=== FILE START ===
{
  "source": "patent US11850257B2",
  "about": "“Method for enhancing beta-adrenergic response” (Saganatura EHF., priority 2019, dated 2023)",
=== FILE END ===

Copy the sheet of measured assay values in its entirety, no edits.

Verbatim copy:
{
  "source": "patent US11850257B2",
  "about": "“Method for enhancing beta-adrenergic response” (Saganatura EHF., priority 2019, dated 2023)",